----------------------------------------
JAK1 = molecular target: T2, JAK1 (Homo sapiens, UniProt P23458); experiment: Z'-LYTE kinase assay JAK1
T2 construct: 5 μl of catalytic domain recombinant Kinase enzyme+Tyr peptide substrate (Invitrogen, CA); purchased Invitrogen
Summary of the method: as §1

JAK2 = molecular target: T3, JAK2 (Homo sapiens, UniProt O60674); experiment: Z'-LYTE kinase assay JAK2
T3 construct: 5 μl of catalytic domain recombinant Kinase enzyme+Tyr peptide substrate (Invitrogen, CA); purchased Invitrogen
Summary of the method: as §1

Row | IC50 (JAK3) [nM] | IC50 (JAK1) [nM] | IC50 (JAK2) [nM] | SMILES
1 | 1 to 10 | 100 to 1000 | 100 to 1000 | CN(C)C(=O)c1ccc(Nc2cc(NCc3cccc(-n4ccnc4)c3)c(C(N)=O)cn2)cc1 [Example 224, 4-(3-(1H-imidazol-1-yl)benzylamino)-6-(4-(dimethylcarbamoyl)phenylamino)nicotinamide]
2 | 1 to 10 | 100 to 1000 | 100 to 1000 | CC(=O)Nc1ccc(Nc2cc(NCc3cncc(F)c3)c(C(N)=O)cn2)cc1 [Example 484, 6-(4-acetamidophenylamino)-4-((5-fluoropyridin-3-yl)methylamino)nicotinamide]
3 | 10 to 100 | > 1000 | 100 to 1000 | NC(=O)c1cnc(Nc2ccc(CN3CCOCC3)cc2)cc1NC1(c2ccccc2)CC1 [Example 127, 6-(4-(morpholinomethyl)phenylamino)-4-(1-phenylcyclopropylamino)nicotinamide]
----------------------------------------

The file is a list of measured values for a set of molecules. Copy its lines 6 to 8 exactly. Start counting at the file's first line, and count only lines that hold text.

Summary of the method: as §1

Row | IC50 (JAK3) [nM] | IC50 (JAK1) [nM] | IC50 (JAK2) [nM] | SMILES
1 | 1 to 10 | 100 to 1000 | 100 to 1000 | CN(C)C(=O)c1ccc(Nc2cc(NCc3cccc(-n4ccnc4)c3)c(C(N)=O)cn2)cc1 [Example 224, 4-(3-(1H-imidazol-1-yl)benzylamino)-6-(4-(dimethylcarbamoyl)phenylamino)nicotinamide]